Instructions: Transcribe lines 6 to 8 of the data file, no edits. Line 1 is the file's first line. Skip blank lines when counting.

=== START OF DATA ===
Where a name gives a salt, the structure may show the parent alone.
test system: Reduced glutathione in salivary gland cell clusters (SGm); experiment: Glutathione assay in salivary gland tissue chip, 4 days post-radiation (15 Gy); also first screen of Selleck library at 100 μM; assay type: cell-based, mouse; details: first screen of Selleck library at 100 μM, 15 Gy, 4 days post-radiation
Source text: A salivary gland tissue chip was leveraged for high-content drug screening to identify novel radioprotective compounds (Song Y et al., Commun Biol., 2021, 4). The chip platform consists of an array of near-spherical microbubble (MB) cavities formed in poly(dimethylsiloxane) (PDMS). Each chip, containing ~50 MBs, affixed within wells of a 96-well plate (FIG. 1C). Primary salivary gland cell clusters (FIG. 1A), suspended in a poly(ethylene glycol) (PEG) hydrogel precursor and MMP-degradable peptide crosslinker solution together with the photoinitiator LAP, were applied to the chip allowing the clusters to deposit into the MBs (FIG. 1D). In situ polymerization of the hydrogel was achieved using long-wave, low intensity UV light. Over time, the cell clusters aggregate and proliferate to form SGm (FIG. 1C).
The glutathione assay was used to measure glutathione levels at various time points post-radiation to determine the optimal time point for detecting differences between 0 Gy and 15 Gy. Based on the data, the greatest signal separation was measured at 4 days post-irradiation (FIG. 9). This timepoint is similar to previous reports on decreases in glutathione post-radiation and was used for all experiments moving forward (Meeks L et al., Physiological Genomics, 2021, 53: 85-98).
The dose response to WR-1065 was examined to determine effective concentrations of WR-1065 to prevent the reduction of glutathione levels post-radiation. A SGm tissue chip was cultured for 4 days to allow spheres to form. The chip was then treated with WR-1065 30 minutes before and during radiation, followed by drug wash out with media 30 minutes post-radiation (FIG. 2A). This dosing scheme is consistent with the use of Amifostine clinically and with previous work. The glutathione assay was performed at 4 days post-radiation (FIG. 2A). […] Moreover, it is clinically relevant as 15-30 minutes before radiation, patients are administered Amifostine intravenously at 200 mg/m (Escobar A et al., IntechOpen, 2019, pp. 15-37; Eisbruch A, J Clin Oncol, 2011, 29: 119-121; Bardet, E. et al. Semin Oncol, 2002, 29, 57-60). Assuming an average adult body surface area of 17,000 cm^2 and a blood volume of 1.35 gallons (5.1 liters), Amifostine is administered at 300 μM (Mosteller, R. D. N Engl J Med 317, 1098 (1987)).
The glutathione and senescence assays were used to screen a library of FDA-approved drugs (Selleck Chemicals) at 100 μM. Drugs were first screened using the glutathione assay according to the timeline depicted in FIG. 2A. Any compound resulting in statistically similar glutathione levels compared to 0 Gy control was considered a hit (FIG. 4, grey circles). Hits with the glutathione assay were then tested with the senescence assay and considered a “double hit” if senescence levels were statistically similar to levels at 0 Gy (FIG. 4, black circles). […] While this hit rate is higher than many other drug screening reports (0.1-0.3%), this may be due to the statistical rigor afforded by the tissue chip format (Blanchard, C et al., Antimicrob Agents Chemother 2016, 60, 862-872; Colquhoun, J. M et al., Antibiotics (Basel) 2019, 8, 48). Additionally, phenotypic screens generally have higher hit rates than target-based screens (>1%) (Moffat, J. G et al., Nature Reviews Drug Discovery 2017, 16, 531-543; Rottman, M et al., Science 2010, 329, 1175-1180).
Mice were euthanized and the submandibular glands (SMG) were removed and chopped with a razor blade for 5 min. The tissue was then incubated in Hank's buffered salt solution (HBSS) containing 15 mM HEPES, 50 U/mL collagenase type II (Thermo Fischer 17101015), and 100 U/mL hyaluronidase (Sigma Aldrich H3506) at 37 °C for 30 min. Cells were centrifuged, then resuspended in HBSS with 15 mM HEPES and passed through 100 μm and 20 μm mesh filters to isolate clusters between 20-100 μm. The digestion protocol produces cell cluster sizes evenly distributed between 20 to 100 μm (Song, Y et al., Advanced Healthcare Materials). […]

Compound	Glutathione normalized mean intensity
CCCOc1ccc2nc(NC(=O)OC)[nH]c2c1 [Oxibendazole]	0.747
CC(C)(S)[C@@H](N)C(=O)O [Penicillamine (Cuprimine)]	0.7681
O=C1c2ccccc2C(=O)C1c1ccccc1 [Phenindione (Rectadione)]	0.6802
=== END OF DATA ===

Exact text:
The glutathione and senescence assays were used to screen a library of FDA-approved drugs (Selleck Chemicals) at 100 μM. Drugs were first screened using the glutathione assay according to the timeline depicted in FIG. 2A. Any compound resulting in statistically similar glutathione levels compared to 0 Gy control was considered a hit (FIG. 4, grey circles). Hits with the glutathione assay were then tested with the senescence assay and considered a “double hit” if senescence levels were statistically similar to levels at 0 Gy (FIG. 4, black circles). […] While this hit rate is higher than many other drug screening reports (0.1-0.3%), this may be due to the statistical rigor afforded by the tissue chip format (Blanchard, C et al., Antimicrob Agents Chemother 2016, 60, 862-872; Colquhoun, J. M et al., Antibiotics (Basel) 2019, 8, 48). Additionally, phenotypic screens generally have higher hit rates than target-based screens (>1%) (Moffat, J. G et al., Nature Reviews Drug Discovery 2017, 16, 531-543; Rottman, M et al., Science 2010, 329, 1175-1180).
Mice were euthanized and the submandibular glands (SMG) were removed and chopped with a razor blade for 5 min. The tissue was then incubated in Hank's buffered salt solution (HBSS) containing 15 mM HEPES, 50 U/mL collagenase type II (Thermo Fischer 17101015), and 100 U/mL hyaluronidase (Sigma Aldrich H3506) at 37 °C for 30 min. Cells were centrifuged, then resuspended in HBSS with 15 mM HEPES and passed through 100 μm and 20 μm mesh filters to isolate clusters between 20-100 μm. The digestion protocol produces cell cluster sizes evenly distributed between 20 to 100 μm (Song, Y et al., Advanced Healthcare Materials). […]

Compound	Glutathione normalized mean intensity